Is the singleton space the only Hausdorff space $X$ such that the set of automorphisms $\varphi: X\to X$ equals $\{\textrm{id}_X\}$?

4$\begingroup$ The empty space is another example. $\;$ $\endgroup$– user5810Commented Dec 3, 2014 at 10:57

4$\begingroup$ There is also a series of papers by Kannan and Rajagopalan on the topic of rigid spaces. You can find there some further constructions and references. They also study strongly rigid spaces, which you mention in another question. $\endgroup$– Martin SleziakCommented Dec 3, 2014 at 15:47

$\begingroup$ The answer of Van Name contains some spaces whose morphism is very small mathoverflow.net/questions/198704/… $\endgroup$– Ali TaghaviCommented Feb 8, 2016 at 12:21
2 Answers
Not at all. Those spaces are called rigid and there are plenty of examples in the literature. The opposite notion is homogeneity which is a better studied property. The first (nontrivial) rigid space was constructed by Kuratowski in "Sur la puissance de l'ensemble des nombres de dimension au sens de M Frechet" (Fund.Math 8, 1926, 201208). I also recommend "Decompositions of rigid spaces" by van Engelen and van Mill (PAMS 89, 1983, 533536), where they give two nice examples: a rigid space that can be decomposed into two homeomorphic homogeneous subspaces and a homogeneous space that can be decomposed into two homeomorphic rigid subspaces. By the way, these two examples are even separable and metrizable.
It's easy (if a little tedious, just a little) to construct a nontrivial metric dendroid (like an infinite tree or preciselya onedimensional compact metric AR) such that
 the ramification degree of each point is finite;
 for each natural number $\ n=1\ 2\ \ldots\ $ there exists exactly one point which has ramification $\ n+2$;
 the set of all points of ramification $\ > 2\ $ is dense.
Then for every homeomorphism of our dendroid onto itself each point which has ramification $\ > 2\ $ is fixed. It follows that every such homeomorphism is the identity of our dendroid.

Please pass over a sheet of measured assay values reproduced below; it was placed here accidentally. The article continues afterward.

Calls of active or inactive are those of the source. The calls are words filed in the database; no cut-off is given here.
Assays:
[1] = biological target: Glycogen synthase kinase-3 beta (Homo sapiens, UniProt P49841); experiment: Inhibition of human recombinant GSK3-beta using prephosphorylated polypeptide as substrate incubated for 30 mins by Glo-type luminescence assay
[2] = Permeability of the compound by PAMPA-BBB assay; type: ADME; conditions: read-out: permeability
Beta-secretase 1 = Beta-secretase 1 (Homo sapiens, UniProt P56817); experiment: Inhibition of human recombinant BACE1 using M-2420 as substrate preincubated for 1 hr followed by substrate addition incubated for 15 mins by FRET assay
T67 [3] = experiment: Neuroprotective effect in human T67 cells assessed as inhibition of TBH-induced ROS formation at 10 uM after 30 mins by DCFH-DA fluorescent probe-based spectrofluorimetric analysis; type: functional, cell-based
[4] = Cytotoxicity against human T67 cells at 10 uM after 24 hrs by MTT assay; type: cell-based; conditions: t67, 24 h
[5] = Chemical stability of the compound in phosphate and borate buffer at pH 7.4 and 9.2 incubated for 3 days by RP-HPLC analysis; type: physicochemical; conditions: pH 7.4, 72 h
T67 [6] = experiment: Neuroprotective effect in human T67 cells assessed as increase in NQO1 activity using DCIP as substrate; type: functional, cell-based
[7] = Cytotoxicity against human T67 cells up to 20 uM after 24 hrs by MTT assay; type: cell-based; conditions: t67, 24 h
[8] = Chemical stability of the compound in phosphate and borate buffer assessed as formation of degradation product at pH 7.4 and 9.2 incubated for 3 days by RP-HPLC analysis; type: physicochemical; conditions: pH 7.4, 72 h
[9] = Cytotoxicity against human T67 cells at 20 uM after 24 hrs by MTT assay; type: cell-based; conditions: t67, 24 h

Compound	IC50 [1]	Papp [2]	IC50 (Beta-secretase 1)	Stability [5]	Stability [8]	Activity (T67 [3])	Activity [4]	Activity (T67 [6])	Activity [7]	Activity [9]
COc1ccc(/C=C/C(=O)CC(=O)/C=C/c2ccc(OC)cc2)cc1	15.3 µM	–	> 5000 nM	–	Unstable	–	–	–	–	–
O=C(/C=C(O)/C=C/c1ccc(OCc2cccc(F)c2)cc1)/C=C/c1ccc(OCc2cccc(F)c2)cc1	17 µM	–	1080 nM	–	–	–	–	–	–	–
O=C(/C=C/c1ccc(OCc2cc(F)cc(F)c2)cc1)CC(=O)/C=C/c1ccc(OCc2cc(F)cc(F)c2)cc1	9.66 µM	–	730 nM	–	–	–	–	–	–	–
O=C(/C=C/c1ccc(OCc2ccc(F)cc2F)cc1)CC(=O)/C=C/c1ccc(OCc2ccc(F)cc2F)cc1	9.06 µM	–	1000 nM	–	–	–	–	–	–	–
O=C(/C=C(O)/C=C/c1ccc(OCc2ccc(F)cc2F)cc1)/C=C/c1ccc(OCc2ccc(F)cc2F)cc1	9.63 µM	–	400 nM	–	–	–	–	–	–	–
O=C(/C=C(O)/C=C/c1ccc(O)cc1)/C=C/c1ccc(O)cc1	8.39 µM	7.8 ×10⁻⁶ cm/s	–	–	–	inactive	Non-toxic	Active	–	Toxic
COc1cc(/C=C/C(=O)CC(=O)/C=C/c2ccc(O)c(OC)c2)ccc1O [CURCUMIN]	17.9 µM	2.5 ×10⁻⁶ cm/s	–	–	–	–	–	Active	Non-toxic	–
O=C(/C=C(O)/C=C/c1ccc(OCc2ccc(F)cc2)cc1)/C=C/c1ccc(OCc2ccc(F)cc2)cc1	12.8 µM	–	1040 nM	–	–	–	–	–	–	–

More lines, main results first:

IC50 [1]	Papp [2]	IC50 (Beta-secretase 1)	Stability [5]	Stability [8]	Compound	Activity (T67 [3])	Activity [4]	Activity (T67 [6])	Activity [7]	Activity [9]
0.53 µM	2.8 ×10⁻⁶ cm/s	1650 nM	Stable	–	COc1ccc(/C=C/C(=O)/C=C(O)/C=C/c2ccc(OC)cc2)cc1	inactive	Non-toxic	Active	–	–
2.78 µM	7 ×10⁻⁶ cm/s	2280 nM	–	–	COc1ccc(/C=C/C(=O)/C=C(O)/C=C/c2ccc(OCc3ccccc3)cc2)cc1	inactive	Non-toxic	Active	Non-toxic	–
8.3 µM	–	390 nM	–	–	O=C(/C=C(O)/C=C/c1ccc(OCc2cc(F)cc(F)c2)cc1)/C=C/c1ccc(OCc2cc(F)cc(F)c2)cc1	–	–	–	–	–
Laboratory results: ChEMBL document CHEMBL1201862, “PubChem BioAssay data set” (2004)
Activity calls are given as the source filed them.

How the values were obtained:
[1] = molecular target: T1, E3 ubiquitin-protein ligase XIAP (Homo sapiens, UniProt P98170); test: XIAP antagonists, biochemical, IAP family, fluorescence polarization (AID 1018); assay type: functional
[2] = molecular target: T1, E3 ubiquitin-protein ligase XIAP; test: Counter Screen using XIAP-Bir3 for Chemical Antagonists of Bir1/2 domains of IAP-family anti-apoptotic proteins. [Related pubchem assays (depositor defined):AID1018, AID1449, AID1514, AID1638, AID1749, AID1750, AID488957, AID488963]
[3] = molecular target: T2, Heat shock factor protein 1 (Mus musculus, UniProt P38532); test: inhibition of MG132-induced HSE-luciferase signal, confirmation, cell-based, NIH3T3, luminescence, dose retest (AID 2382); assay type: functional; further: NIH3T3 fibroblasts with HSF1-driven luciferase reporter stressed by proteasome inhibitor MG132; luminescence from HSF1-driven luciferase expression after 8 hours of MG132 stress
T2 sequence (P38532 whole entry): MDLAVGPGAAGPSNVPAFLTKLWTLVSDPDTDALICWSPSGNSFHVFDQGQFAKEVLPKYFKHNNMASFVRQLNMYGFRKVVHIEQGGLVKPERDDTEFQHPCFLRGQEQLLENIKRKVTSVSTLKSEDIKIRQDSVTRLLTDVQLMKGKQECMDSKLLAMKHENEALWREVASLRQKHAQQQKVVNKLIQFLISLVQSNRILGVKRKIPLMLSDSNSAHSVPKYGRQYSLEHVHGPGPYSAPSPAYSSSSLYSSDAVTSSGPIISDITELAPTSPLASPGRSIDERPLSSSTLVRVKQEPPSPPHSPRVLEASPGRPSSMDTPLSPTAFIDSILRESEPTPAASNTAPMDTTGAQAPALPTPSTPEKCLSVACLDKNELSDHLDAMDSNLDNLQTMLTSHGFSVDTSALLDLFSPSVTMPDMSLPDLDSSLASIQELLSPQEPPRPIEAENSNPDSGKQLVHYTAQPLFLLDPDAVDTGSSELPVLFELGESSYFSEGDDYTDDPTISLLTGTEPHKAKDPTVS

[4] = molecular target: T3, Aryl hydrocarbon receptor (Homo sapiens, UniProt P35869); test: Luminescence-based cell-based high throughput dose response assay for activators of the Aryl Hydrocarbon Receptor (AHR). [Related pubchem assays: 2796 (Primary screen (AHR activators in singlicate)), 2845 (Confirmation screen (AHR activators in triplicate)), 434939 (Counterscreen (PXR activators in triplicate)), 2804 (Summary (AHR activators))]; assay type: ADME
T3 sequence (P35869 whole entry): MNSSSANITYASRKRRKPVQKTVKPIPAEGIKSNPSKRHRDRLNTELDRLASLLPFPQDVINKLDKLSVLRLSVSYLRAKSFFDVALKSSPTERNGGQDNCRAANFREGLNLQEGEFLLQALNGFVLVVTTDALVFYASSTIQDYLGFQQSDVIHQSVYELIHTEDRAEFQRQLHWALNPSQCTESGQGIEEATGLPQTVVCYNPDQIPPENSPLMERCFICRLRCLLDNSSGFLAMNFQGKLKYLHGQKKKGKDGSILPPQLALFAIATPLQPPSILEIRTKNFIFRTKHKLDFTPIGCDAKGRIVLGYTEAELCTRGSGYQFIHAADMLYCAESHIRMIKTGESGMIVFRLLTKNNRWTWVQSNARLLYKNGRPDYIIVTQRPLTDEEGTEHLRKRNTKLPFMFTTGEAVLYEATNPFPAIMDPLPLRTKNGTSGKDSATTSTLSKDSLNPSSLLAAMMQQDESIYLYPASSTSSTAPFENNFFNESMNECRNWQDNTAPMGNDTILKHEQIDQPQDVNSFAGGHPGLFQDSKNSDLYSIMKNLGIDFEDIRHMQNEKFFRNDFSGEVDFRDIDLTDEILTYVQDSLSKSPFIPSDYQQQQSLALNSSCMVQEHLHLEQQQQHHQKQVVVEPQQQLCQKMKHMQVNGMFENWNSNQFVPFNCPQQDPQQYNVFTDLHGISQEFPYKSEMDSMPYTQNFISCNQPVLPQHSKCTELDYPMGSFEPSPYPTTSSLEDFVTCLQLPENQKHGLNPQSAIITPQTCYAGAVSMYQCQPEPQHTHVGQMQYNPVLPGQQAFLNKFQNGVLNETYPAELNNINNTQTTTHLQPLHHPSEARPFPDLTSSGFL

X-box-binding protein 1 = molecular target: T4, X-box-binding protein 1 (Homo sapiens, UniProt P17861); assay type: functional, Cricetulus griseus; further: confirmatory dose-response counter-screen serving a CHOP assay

A construction is obtained by starting with an intervalthat's your initial stage of the induction, then at each stage add several short intervals which have one end at the middle of each existing intervals; at the center of $n$th interval you add $\ n\ $ interval so that ramification will be the unique $\ n+2.\ $ You iterate this at infinitum. You folow it up with ending the endpoint at each combinatorially infinite branch (but their geodesic metric length is finite), thus we get a compact.
REMARK An interval of a tree is meant any maximal interval such that all its internal points have ramification $\ 2.\ $ Each interval of a tree at any next stage, which was settheoretically contained in the previous tree, is one of the two halves of the respective larger interval of that previous tree. Regardless of the stage at which theses intervals occur, they are all numbered $\ 1\ 2\ \ldots$. With each stage there is a bunch of intervals which are consecutively indexed above the previous tree, and below the next one.
(Nontriviality of a dendroid means, by definition, that it has more than one point).
The above dendroid (like any nontrivial dendroid) has nonconstant continuous maps into itself, different from identity. Indeed, this is true for arbitrary AR which has more than one point. Thus the given example, while rigid, is not strongly rigid.

2$\begingroup$ Sorry, I’m confused. How is “has more than one autohomeomorphism” different from “not rigid” as defined in the question? $\endgroup$ Commented Dec 3, 2014 at 21:00

$\begingroup$ Sorry, it was just a (big) TYPO as opposed simply to a typo. I have replaced it with correct text. Thank you @Emil for pointing it out to me. $\endgroup$ Commented Dec 3, 2014 at 22:19

$\begingroup$ I see, thanks for the clarification. $\endgroup$ Commented Dec 3, 2014 at 22:25